Six states now get 20 percent or more of their electric generation from renewable energy, not including utility-scale hydro generation. Three now get 30 percent or more from renewables—and they’re not the ones most would expect. The leaders are Iowa, South Dakota, and Kansas, each of which now generate 30 percent or more of their electric generation from wind power.
It’s looking like those numbers will keep going up as well. After all the report found that 61 percent of all new power generation added in the US in 2016 was from renewable resources—and that was for the second year in a row.
"Declining costs for solar and wind are the key driver fueling renewables' rise," said Clean Edge managing director Ron Pernick. "In many regions around the nation, utility-scale onshore wind and solar, even without subsidies, now beat coal, nuclear, and even combined-cycle natural gas on cost for new generation assets."
Those leaders are chased by Oklahoma and North Dakota as well as California, each of which is now generating 20 percent or more of their electric generation from renewables. While Oklahoma and North Dakota are also getting their renewable energy from wind, California is getting it from wind solar, and geothermal. That’s according to the latest U.S. Clean Tech Leadership Index from Clean Edge. It’s the eighth annual edition of the report, which tracks the clean-energy activities of each state as well as the 50 largest metro areas in the country.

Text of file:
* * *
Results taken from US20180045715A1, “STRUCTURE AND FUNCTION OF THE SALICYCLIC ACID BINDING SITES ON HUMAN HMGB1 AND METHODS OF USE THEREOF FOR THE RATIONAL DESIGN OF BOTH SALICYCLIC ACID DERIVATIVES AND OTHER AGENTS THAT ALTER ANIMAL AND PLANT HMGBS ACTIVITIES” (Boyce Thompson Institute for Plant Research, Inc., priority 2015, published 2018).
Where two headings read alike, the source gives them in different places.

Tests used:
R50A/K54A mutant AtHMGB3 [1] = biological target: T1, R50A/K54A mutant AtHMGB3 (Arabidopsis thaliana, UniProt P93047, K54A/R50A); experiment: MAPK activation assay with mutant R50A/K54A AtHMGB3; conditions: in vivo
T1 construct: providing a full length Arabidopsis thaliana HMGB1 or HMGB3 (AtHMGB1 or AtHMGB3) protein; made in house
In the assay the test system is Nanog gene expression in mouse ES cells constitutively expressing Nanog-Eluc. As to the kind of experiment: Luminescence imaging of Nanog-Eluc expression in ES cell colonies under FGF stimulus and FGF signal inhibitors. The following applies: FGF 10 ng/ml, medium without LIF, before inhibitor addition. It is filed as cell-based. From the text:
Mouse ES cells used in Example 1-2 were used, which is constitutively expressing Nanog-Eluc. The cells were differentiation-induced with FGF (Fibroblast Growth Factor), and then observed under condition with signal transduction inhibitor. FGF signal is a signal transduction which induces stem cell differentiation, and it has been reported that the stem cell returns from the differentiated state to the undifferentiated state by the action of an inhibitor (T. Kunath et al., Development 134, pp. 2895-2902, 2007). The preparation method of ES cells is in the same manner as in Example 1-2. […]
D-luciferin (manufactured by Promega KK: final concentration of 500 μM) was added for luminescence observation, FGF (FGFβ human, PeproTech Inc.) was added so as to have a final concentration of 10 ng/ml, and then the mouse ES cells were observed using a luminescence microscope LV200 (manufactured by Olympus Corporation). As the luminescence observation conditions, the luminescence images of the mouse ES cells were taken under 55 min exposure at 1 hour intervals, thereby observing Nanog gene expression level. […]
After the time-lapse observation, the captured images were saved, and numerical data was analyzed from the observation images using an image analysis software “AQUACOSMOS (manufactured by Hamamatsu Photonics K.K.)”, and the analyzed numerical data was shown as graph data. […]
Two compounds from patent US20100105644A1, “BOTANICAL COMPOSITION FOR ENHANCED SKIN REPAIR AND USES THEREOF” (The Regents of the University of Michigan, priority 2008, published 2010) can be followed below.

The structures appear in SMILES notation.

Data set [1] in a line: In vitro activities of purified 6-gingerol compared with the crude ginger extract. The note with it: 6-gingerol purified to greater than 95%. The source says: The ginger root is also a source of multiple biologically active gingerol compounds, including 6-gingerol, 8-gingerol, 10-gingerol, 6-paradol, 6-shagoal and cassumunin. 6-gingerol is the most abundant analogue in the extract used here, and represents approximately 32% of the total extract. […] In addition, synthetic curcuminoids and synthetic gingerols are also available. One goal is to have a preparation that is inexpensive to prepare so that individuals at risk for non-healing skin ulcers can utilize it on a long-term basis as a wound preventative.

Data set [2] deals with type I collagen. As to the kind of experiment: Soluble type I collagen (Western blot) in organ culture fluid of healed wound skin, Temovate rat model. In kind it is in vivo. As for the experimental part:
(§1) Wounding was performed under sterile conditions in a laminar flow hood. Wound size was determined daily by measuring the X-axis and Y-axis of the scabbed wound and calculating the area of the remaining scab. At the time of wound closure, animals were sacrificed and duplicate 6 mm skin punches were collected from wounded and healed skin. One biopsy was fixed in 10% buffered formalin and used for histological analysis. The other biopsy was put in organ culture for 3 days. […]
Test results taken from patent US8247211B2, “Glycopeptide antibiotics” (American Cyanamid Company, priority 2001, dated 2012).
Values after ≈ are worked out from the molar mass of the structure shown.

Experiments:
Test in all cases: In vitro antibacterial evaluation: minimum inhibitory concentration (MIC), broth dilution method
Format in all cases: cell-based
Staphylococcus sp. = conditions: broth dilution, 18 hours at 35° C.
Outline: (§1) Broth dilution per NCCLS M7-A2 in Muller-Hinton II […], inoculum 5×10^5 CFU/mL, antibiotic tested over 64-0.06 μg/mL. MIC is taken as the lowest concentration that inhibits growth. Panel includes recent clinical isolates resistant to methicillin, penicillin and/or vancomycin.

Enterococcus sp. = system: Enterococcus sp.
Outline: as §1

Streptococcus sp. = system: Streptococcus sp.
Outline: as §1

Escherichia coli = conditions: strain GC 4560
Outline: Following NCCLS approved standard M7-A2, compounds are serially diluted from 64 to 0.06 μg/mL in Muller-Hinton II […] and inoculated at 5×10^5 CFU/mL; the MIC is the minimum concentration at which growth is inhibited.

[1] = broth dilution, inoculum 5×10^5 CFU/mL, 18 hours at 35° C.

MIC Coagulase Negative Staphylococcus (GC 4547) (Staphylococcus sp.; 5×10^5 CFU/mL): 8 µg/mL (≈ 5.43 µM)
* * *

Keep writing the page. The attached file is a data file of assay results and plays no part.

While three states now get 30 percent of more of the electricity from wind power, California remained the leader in the index for the overall amount of renewable energy it has online, as it has for each of the eight years Clean Edge has produced the index. Massachusetts retained its position in second place for overall renewables installed, which it’s held for five years. Vermont, Oregon and New York rounded out the top five as they have for the past two years as well.
The list of the top 10 states for renewable electricity generation in the index were rounded out by Colorado, Vermont, Minnesota and Nevada. The index observed they represent a politically diverse set of states as five are led by Democrats and five by Republicans. The index said it the diversity of states on the list shows that despite the Trump administration pursuing its agenda to revitalize coal that states and cities are playing bigger role in expanding clean energy generation.
On the cities side of the index, Clean stated that San Francisco and San Jose continued to lead the index as they have in the past five years. It also noted that its top 10 metro leaders have 100 percent renewable energy goals in place.
Clean Edge added a jobs metric to the index this year. “A total of 2.4 million jobs nationwide (including those in solar, wind, and hydro generation; ethanol and biomass fuels; storage and smart grid; and energy efficiency) reflect the economic vitality of the sector,” the company said. “Solar and wind power generation jobs (473,881 combined nationwide), for example, now outpace jobs in natural gas electric power generation (362,118) and coal power generation (160,119).”Tweet